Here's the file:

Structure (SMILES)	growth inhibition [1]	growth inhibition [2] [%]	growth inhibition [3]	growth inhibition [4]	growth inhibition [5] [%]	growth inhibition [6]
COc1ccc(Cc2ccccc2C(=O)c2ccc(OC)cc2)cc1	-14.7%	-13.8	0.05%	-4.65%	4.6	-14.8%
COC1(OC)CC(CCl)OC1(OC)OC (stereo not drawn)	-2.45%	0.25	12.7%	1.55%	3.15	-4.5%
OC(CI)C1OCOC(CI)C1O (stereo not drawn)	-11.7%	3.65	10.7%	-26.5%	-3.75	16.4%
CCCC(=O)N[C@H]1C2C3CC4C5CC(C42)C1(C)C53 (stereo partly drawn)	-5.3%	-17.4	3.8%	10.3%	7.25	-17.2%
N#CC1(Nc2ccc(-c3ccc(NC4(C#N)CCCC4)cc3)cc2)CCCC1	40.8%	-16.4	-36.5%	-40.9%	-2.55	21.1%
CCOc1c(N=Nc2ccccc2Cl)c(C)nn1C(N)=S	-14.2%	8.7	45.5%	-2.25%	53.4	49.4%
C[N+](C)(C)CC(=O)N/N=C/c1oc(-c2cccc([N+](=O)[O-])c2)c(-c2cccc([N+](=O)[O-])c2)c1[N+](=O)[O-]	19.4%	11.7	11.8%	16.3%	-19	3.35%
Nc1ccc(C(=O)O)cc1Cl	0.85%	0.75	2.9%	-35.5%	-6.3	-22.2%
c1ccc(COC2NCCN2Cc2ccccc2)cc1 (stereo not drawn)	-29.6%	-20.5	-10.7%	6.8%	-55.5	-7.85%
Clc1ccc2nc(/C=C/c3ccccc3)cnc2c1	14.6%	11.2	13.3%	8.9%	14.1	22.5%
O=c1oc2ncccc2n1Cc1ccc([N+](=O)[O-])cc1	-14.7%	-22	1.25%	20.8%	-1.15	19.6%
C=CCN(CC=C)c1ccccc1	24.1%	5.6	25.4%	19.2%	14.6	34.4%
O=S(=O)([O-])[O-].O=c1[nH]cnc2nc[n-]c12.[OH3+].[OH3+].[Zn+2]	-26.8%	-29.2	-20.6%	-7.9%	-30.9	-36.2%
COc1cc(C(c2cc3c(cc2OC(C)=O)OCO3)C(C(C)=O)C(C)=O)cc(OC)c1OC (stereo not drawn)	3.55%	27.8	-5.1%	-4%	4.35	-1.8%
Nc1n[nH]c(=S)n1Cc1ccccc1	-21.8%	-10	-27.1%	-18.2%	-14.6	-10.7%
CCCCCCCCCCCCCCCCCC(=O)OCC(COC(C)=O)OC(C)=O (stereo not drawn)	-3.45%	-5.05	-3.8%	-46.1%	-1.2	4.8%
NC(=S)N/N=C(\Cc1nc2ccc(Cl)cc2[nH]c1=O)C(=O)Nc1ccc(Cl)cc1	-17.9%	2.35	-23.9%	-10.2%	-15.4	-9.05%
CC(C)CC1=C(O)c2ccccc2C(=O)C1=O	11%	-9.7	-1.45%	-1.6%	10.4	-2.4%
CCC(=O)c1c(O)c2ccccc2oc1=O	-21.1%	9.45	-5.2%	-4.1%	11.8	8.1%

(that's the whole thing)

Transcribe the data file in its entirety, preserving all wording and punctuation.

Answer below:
Structure (SMILES)	growth inhibition [1]	growth inhibition [2] [%]	growth inhibition [3]	growth inhibition [4]	growth inhibition [5] [%]	growth inhibition [6]
COc1ccc(Cc2ccccc2C(=O)c2ccc(OC)cc2)cc1	-14.7%	-13.8	0.05%	-4.65%	4.6	-14.8%
COC1(OC)CC(CCl)OC1(OC)OC (stereo not drawn)	-2.45%	0.25	12.7%	1.55%	3.15	-4.5%
OC(CI)C1OCOC(CI)C1O (stereo not drawn)	-11.7%	3.65	10.7%	-26.5%	-3.75	16.4%
CCCC(=O)N[C@H]1C2C3CC4C5CC(C42)C1(C)C53 (stereo partly drawn)	-5.3%	-17.4	3.8%	10.3%	7.25	-17.2%
N#CC1(Nc2ccc(-c3ccc(NC4(C#N)CCCC4)cc3)cc2)CCCC1	40.8%	-16.4	-36.5%	-40.9%	-2.55	21.1%
CCOc1c(N=Nc2ccccc2Cl)c(C)nn1C(N)=S	-14.2%	8.7	45.5%	-2.25%	53.4	49.4%
C[N+](C)(C)CC(=O)N/N=C/c1oc(-c2cccc([N+](=O)[O-])c2)c(-c2cccc([N+](=O)[O-])c2)c1[N+](=O)[O-]	19.4%	11.7	11.8%	16.3%	-19	3.35%
Nc1ccc(C(=O)O)cc1Cl	0.85%	0.75	2.9%	-35.5%	-6.3	-22.2%
c1ccc(COC2NCCN2Cc2ccccc2)cc1 (stereo not drawn)	-29.6%	-20.5	-10.7%	6.8%	-55.5	-7.85%
Clc1ccc2nc(/C=C/c3ccccc3)cnc2c1	14.6%	11.2	13.3%	8.9%	14.1	22.5%
O=c1oc2ncccc2n1Cc1ccc([N+](=O)[O-])cc1	-14.7%	-22	1.25%	20.8%	-1.15	19.6%
C=CCN(CC=C)c1ccccc1	24.1%	5.6	25.4%	19.2%	14.6	34.4%
O=S(=O)([O-])[O-].O=c1[nH]cnc2nc[n-]c12.[OH3+].[OH3+].[Zn+2]	-26.8%	-29.2	-20.6%	-7.9%	-30.9	-36.2%
COc1cc(C(c2cc3c(cc2OC(C)=O)OCO3)C(C(C)=O)C(C)=O)cc(OC)c1OC (stereo not drawn)	3.55%	27.8	-5.1%	-4%	4.35	-1.8%
Nc1n[nH]c(=S)n1Cc1ccccc1	-21.8%	-10	-27.1%	-18.2%	-14.6	-10.7%
CCCCCCCCCCCCCCCCCC(=O)OCC(COC(C)=O)OC(C)=O (stereo not drawn)	-3.45%	-5.05	-3.8%	-46.1%	-1.2	4.8%
NC(=S)N/N=C(\Cc1nc2ccc(Cl)cc2[nH]c1=O)C(=O)Nc1ccc(Cl)cc1	-17.9%	2.35	-23.9%	-10.2%	-15.4	-9.05%
CC(C)CC1=C(O)c2ccccc2C(=O)C1=O	11%	-9.7	-1.45%	-1.6%	10.4	-2.4%
CCC(=O)c1c(O)c2ccccc2oc1=O	-21.1%	9.45	-5.2%	-4.1%	11.8	8.1%